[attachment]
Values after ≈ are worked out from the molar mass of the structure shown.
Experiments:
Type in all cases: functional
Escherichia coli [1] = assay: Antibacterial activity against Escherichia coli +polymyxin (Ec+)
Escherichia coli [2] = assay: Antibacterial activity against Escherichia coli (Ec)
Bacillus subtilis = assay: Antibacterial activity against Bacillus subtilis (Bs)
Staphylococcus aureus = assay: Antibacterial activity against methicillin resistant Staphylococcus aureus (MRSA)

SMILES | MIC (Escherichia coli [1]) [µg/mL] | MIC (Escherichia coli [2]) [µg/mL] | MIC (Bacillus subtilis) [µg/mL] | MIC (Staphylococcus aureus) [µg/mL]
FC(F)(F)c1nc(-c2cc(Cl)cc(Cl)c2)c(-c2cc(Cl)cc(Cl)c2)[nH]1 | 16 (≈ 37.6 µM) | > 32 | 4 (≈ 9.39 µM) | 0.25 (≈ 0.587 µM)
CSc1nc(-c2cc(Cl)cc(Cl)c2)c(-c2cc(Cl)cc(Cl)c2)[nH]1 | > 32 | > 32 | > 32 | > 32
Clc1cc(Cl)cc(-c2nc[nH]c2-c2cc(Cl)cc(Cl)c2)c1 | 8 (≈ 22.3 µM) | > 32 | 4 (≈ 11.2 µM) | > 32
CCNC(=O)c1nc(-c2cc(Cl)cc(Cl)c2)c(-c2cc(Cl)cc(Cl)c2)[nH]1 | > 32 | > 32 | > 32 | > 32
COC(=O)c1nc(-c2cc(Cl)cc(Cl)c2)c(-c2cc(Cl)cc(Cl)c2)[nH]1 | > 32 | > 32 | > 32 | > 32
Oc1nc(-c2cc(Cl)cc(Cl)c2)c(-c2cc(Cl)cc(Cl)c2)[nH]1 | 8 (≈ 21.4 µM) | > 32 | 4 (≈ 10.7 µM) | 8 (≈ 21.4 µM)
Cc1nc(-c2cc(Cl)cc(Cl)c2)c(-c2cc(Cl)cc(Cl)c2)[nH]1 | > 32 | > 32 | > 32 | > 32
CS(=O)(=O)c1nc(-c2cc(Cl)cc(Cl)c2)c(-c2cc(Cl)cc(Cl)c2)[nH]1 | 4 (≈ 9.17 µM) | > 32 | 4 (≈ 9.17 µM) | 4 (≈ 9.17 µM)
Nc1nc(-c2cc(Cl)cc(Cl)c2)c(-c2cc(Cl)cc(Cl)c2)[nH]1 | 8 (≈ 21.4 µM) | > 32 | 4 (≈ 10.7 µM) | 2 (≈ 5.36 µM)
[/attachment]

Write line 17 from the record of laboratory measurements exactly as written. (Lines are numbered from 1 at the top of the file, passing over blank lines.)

Nc1nc(-c2cc(Cl)cc(Cl)c2)c(-c2cc(Cl)cc(Cl)c2)[nH]1 | 8 (≈ 21.4 µM) | > 32 | 4 (≈ 10.7 µM) | 2 (≈ 5.36 µM)